When you’re writing a research paper — or any kind of composition, or even a presentation that requires sources outside your own experience — citing your sources is important. This is what gives greater credibility to your original ideas and makes them carry more weight. You do this “in-text” — at the precise moment that you reference a resource in your paper — and in a works cited at the end of your work, so that readers know where the evidence you’re using to support your ideas is coming from. For specifics on what style to use for your particular assignment, always ask your professor. If you’d like assistance with citing, librarians are here to help — ask us! For more on the details of writing your paper, check out the Writing Center.
The Champlain College library has provided these helpful resources for figuring out how to cite sources according to different styles—and to sites that can help you create correct citations.
Cite Your Sources
Find tools and examples for citing sources in your research projects using a variety of styles and formats. Your professor will tell you which style is most appropriate for your project or discipline. Have questions? Ask a librarian!
Books about Citations and Research
- Publication Manual of the American Psychological Association by American Psychological Association StaffCall Number: REFERENCE BF76.7 .P83 2010ISBN: 9781433805592Publication Date: 2009-07-15
- The Bluebook by Columbia Law Review (Compiled by)Call Number: REFERENCE KF245 .U55 2005ISBN: 9780615361161Publication Date: 2010-05-02
- MLA Handbook, 8th Edition by The Modern Language Association of AmericaCall Number: REFERENCE PE1408 .G52 2016ISBN: 1603292624Publication Date: 2016-04-01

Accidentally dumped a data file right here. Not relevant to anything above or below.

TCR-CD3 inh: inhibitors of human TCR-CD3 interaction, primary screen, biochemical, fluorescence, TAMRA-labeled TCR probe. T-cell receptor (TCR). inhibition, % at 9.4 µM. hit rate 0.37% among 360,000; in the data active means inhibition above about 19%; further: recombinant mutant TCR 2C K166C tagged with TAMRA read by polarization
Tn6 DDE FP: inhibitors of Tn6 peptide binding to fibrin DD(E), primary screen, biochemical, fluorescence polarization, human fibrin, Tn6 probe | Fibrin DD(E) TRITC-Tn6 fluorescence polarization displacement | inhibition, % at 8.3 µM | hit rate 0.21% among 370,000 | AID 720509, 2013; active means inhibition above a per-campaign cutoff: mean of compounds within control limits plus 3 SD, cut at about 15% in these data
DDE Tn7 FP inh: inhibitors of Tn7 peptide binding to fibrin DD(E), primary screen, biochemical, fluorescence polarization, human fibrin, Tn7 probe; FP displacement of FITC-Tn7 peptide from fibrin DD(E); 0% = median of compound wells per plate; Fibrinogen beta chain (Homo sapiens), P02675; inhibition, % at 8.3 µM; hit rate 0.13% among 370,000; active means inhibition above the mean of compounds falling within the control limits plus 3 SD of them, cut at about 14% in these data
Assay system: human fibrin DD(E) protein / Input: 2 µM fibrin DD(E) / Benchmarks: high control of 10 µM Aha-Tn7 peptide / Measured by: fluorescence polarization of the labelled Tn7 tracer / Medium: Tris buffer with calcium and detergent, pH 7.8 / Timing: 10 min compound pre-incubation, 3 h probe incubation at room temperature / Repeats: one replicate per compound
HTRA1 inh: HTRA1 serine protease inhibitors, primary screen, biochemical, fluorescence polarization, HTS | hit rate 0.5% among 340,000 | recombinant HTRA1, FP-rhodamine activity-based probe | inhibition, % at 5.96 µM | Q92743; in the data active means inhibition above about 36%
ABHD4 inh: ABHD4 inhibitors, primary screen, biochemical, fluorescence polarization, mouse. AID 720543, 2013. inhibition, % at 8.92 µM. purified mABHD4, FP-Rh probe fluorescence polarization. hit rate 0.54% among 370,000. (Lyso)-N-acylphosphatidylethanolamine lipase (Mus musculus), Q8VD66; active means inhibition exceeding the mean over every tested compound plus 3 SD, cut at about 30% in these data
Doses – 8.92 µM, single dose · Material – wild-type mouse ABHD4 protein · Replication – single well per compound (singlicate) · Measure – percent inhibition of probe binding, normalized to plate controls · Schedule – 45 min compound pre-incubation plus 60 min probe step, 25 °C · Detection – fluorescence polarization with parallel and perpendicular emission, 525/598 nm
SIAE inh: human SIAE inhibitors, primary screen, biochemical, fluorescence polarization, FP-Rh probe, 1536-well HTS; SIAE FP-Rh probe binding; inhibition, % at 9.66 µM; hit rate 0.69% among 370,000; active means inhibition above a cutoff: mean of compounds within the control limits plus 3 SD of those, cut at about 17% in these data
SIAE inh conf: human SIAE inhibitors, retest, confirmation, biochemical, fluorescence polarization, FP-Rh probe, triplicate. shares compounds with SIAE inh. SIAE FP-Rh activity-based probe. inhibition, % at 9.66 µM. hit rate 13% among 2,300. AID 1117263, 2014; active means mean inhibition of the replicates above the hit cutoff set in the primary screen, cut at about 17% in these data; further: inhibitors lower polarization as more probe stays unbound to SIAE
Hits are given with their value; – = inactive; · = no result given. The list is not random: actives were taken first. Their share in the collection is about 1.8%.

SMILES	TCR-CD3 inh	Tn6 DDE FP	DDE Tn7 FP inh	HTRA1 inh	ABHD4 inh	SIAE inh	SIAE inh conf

- The Chicago Manual of Style by University of Chicago Staff (Editor)Call Number: EBOOK PE1410 .U69 2010ISBN: 9780226104201Publication Date: 2010-08-01
Cite Your Sources
Why use citation styles?
In academic writing, there are a number of different citation styles that you might use when documenting your sources. Documentation helps you keep your research organized and assists your readers in recognizing the sources for your evidence. The style that you choose to deploy is dependent on factors including instructor expectations and your academic discipline.
This guide provides an overview of several of the major citation styled used in college writing. Click one of the tabs to the left to get started. If you are not sure which citation style you should use for an assignment, ask your instructor or a librarian.
Citation Management Tools
Cite better with some help from one of these online citation management tools:
- zoteroBib — Helps you build a bibliography instantly from any computer or device, without creating an account or installing any software. Facilitates automatic creation of many citations and manual, guided entry of others.
- KnightCite — Just select your citation style and type of source, and KnightCite will prompt you to provide all of the information that you need for a complete, well-formatted citation.
- BibMe — Helps you to generate most MLA citations and APA citations. Be sure to check your citations for errors–automatic tools such as BibMe are not perfect.
- Zotero — Perhaps the most complicated tool of the four, but the most powerful once you are familiar with it. Zotero uses a browser extension to generate citations and save them for you to use later. To get the most out of the tool, you will want to download the free Zotero application to your personal computer.
Where do citation styles come from?
Citation styles referenced in this guide are derived from the following sources:
MLA (Modern Languages Association) Handbook, 8th Edition
APA (American Psychological Association) Publication Manual, 7th Edition
The Chicago Manual of Style, 16th Edition
APA (American Psychological Association) Publication Manual, 6th Edition
- Last Updated: Jun 9, 2020 1:39 PM
- URL: https://subjectguides.champlain.edu/citation
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